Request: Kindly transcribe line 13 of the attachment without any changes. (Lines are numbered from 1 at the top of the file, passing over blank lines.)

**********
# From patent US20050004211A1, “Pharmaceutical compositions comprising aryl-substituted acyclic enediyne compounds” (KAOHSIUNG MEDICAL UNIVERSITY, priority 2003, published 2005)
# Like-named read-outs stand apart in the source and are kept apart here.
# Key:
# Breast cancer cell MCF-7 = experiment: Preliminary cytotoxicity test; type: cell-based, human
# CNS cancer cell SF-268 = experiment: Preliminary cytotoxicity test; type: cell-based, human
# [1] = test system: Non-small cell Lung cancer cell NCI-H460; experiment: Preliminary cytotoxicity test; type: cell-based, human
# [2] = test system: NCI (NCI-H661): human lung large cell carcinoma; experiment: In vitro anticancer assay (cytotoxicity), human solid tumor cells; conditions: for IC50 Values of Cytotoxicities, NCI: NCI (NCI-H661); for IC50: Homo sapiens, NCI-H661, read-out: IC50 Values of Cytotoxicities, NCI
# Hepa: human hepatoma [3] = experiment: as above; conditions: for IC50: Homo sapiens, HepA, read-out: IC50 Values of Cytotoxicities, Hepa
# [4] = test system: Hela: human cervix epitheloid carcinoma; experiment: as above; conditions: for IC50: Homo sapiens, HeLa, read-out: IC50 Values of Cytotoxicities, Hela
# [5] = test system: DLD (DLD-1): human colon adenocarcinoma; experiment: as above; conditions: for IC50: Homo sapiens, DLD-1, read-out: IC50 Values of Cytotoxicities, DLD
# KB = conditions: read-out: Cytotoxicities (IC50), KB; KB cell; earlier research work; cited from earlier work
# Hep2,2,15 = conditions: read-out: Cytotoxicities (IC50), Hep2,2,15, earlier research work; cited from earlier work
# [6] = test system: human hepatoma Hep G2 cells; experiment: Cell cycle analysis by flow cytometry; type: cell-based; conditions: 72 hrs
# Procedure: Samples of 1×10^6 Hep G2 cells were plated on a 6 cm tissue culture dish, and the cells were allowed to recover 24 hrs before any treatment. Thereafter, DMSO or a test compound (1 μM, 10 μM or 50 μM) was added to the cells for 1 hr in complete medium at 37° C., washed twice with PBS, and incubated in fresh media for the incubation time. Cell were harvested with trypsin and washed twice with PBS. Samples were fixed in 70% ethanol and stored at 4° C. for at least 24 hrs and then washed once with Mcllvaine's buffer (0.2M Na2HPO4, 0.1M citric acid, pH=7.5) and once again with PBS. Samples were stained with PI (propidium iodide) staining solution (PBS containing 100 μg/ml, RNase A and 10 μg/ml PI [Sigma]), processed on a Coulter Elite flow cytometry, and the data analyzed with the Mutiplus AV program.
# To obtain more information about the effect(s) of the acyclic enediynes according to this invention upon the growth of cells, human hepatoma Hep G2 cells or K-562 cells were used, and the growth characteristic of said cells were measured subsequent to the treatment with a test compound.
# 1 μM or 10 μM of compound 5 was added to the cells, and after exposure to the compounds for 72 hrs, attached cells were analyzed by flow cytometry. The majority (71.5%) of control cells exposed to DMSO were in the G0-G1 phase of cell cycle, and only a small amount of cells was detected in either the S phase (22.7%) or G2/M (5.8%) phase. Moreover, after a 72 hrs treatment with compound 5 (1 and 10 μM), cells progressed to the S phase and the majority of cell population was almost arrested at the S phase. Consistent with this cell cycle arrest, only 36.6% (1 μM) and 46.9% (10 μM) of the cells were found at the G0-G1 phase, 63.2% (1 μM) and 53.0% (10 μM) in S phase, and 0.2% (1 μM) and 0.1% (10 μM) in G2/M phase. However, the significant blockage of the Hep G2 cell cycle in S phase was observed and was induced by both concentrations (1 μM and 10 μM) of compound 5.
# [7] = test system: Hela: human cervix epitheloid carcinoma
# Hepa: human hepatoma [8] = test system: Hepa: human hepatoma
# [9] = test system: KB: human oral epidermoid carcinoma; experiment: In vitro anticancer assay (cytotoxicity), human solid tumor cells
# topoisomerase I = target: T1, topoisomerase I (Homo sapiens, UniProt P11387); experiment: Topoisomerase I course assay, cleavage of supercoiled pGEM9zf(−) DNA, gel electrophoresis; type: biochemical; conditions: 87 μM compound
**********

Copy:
# [6] = test system: human hepatoma Hep G2 cells; experiment: Cell cycle analysis by flow cytometry; type: cell-based; conditions: 72 hrs